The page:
The book’s title itself starts us off with just such a seen silence. The waters of. Of what? Of Babylon where we wept, remembering? Of Siloe, where we hold our tongues and meditate? The Housatonic that flows through her neighbor fields? Sea that washes all away? That of makes us see something, a place or word, just as so often the line will end, startling as a knock on the door. We hurry to open it to see who’s there.
[Reprinted from the original 2016 publication by Lunar Chandelier Collective]
NOTE. Published earlier this year by 20/20 Vision Publishing in the UK, of which Woolley writes, relating to both the title & the concept: “For a story to be broken means that once upon a time it was whole. A story is never finished; one leads into another. However, in these dystopian times, this process has become more complex; the story teller meets interference. These narratives that used to exist, that helped to hold a culture together are being broken by certain people for their own ends (political and corporatist) or are being weakened in our hi-tech world (with or without our collaboration). We haven’t yet produced a strong enough narratology to take their place.”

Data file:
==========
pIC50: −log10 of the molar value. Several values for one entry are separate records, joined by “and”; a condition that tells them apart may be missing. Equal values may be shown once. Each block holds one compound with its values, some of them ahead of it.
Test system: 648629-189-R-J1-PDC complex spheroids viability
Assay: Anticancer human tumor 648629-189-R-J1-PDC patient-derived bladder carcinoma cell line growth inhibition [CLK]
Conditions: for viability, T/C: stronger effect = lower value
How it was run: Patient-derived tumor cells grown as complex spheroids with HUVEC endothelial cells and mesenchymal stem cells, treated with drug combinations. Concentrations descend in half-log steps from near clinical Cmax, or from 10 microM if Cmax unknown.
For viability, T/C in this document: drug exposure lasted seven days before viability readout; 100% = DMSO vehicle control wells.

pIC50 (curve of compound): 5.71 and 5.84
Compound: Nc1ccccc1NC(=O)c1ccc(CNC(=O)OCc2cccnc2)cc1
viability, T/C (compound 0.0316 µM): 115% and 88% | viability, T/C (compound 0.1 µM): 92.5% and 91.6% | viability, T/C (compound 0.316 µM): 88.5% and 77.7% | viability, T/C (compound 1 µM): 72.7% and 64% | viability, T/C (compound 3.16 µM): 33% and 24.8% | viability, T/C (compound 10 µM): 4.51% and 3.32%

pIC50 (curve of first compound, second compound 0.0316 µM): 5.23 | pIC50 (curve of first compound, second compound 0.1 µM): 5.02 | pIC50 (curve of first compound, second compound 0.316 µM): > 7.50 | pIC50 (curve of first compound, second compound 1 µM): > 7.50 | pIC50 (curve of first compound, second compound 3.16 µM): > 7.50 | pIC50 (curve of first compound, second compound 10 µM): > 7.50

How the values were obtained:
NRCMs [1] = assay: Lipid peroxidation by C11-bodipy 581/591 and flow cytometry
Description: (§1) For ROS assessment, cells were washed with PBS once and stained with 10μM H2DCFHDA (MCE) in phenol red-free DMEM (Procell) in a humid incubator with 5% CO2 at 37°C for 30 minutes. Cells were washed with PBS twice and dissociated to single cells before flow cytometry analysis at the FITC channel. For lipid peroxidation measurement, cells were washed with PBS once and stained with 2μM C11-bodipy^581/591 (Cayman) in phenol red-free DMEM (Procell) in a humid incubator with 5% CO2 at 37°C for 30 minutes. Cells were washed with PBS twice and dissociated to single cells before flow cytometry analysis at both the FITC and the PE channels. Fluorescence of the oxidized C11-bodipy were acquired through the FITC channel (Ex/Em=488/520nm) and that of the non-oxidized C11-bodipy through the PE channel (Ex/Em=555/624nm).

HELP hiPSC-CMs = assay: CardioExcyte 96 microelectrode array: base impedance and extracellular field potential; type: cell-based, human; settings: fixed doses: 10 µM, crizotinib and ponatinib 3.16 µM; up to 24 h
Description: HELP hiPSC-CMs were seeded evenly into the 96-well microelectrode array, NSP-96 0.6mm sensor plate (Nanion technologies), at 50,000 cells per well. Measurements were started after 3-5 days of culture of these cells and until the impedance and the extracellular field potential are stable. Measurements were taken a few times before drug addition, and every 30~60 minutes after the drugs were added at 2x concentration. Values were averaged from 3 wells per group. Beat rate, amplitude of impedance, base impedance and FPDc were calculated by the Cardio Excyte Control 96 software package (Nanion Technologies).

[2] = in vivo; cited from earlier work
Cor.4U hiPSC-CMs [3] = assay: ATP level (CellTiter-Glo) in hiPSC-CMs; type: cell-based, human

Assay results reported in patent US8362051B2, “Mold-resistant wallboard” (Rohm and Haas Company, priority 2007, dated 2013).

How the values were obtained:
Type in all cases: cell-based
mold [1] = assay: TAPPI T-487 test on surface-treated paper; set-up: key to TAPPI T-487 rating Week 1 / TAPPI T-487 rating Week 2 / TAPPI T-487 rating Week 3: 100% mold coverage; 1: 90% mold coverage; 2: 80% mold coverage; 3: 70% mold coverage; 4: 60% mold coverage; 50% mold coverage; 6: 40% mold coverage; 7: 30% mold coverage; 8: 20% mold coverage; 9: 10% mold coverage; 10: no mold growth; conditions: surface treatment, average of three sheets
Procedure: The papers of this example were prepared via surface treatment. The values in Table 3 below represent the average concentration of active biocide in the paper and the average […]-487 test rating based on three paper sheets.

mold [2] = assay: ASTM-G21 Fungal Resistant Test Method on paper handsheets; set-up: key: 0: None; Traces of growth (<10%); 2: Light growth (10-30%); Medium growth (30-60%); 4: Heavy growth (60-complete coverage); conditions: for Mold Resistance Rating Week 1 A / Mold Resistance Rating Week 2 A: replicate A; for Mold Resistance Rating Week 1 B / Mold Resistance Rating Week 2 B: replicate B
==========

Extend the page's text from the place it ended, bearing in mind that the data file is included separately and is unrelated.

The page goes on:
she brings black flowers black flowers to black weddings
[Jennifer Liston grew up in Co Galway, Ireland and now lives in Adelaide, South Australia. Her procedural poetry, as presented here, adds significantly to the line of such poetry in modern and postmodern writing — in both her poems and poetics. The idea of the “rescued poem” is indubitably her own, and a further collection of poems as examples will shortly be gathered as a book. (J.R.)]